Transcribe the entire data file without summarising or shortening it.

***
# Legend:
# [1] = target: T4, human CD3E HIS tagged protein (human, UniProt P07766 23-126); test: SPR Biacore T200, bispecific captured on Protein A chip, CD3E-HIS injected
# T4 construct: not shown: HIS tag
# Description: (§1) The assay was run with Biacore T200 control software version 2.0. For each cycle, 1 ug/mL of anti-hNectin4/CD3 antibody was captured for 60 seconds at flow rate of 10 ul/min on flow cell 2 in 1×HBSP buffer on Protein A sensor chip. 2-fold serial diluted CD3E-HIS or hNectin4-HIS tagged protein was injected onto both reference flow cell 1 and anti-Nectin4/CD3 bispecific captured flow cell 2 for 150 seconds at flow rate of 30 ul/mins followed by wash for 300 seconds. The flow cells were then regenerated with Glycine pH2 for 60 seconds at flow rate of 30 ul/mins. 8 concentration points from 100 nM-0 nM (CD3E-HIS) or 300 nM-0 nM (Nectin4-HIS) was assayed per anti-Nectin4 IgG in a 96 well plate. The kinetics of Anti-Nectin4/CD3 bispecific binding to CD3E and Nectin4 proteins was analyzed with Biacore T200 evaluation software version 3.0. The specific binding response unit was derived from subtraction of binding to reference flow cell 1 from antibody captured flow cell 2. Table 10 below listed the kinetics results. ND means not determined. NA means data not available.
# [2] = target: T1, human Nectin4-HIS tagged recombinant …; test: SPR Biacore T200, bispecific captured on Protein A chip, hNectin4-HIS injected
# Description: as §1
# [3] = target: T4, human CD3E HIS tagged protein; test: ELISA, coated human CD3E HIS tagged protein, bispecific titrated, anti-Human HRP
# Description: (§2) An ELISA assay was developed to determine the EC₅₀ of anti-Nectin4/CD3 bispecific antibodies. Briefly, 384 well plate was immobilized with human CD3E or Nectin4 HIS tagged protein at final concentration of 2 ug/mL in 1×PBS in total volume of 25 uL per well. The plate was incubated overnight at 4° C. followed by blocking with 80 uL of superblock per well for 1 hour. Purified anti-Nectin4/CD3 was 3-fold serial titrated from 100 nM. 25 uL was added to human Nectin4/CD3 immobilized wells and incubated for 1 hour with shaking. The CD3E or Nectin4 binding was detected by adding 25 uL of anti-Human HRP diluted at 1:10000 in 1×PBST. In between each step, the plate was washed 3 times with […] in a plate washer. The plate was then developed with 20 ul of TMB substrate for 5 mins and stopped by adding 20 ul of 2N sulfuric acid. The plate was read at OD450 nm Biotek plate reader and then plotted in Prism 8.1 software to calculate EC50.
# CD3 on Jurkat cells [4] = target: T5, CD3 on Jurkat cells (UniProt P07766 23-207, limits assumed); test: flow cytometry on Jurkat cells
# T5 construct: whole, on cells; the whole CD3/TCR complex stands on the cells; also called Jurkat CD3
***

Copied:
# Legend:
# [1] = target: T4, human CD3E HIS tagged protein (human, UniProt P07766 23-126); test: SPR Biacore T200, bispecific captured on Protein A chip, CD3E-HIS injected
# T4 construct: not shown: HIS tag
# Description: (§1) The assay was run with Biacore T200 control software version 2.0. For each cycle, 1 ug/mL of anti-hNectin4/CD3 antibody was captured for 60 seconds at flow rate of 10 ul/min on flow cell 2 in 1×HBSP buffer on Protein A sensor chip. 2-fold serial diluted CD3E-HIS or hNectin4-HIS tagged protein was injected onto both reference flow cell 1 and anti-Nectin4/CD3 bispecific captured flow cell 2 for 150 seconds at flow rate of 30 ul/mins followed by wash for 300 seconds. The flow cells were then regenerated with Glycine pH2 for 60 seconds at flow rate of 30 ul/mins. 8 concentration points from 100 nM-0 nM (CD3E-HIS) or 300 nM-0 nM (Nectin4-HIS) was assayed per anti-Nectin4 IgG in a 96 well plate. The kinetics of Anti-Nectin4/CD3 bispecific binding to CD3E and Nectin4 proteins was analyzed with Biacore T200 evaluation software version 3.0. The specific binding response unit was derived from subtraction of binding to reference flow cell 1 from antibody captured flow cell 2. Table 10 below listed the kinetics results. ND means not determined. NA means data not available.
# [2] = target: T1, human Nectin4-HIS tagged recombinant …; test: SPR Biacore T200, bispecific captured on Protein A chip, hNectin4-HIS injected
# Description: as §1
# [3] = target: T4, human CD3E HIS tagged protein; test: ELISA, coated human CD3E HIS tagged protein, bispecific titrated, anti-Human HRP
# Description: (§2) An ELISA assay was developed to determine the EC₅₀ of anti-Nectin4/CD3 bispecific antibodies. Briefly, 384 well plate was immobilized with human CD3E or Nectin4 HIS tagged protein at final concentration of 2 ug/mL in 1×PBS in total volume of 25 uL per well. The plate was incubated overnight at 4° C. followed by blocking with 80 uL of superblock per well for 1 hour. Purified anti-Nectin4/CD3 was 3-fold serial titrated from 100 nM. 25 uL was added to human Nectin4/CD3 immobilized wells and incubated for 1 hour with shaking. The CD3E or Nectin4 binding was detected by adding 25 uL of anti-Human HRP diluted at 1:10000 in 1×PBST. In between each step, the plate was washed 3 times with […] in a plate washer. The plate was then developed with 20 ul of TMB substrate for 5 mins and stopped by adding 20 ul of 2N sulfuric acid. The plate was read at OD450 nm Biotek plate reader and then plotted in Prism 8.1 software to calculate EC50.
# CD3 on Jurkat cells [4] = target: T5, CD3 on Jurkat cells (UniProt P07766 23-207, limits assumed); test: flow cytometry on Jurkat cells
# T5 construct: whole, on cells; the whole CD3/TCR complex stands on the cells; also called Jurkat CD3